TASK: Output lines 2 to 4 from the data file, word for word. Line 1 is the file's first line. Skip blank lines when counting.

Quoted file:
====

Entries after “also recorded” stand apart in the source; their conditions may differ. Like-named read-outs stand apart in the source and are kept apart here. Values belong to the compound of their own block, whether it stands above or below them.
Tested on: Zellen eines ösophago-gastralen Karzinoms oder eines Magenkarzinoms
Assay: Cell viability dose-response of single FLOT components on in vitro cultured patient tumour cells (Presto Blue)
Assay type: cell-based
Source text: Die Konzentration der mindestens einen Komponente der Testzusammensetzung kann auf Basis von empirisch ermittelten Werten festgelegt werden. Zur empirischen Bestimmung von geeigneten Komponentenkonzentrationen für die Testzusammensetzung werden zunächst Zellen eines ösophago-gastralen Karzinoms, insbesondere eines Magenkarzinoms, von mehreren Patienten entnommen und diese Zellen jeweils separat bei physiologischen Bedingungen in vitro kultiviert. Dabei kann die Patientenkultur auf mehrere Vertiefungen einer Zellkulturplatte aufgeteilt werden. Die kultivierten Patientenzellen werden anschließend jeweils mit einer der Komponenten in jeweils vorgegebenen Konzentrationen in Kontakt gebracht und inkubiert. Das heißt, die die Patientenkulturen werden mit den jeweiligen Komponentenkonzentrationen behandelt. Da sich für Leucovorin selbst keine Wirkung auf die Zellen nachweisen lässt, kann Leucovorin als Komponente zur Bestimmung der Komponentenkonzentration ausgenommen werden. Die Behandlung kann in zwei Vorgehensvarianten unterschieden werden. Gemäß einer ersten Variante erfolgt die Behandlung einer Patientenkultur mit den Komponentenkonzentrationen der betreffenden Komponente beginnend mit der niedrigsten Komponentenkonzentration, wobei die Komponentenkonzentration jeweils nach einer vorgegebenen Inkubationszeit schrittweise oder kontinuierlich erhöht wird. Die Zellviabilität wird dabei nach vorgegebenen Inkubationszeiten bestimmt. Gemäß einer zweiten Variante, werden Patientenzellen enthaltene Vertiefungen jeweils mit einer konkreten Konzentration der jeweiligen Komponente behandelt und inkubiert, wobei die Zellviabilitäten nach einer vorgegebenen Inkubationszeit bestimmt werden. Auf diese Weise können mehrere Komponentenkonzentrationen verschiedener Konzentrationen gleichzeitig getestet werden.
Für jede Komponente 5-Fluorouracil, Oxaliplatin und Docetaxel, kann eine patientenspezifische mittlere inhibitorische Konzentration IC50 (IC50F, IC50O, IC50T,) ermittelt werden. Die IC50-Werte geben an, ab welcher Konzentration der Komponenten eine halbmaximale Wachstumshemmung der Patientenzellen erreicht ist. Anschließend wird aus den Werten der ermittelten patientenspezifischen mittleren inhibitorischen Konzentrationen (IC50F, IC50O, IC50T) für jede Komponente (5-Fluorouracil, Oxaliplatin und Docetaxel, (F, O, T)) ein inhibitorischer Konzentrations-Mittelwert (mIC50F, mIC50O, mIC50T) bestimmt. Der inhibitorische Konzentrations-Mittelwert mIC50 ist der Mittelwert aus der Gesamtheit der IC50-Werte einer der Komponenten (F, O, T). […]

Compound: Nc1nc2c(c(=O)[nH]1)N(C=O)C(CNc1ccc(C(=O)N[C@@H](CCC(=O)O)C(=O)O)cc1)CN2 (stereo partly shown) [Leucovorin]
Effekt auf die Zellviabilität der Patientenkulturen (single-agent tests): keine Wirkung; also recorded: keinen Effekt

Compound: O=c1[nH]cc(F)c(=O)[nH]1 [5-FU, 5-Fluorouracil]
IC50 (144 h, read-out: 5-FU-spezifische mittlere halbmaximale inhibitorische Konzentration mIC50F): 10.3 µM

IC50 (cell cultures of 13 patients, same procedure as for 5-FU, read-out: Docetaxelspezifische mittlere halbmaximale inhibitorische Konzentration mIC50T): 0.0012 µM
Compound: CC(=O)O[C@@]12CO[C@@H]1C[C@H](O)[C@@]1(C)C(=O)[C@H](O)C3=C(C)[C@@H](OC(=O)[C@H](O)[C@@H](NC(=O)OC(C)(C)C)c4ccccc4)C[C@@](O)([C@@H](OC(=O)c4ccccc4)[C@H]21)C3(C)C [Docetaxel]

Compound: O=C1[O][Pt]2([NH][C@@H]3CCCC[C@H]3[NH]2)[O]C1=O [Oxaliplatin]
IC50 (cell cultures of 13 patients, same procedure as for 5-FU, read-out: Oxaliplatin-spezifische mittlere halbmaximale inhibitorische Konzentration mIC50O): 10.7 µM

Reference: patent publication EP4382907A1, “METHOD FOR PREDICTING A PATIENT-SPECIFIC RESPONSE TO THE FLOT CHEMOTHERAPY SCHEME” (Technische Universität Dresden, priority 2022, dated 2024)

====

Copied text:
Tested on: Zellen eines ösophago-gastralen Karzinoms oder eines Magenkarzinoms
Assay: Cell viability dose-response of single FLOT components on in vitro cultured patient tumour cells (Presto Blue)
Assay type: cell-based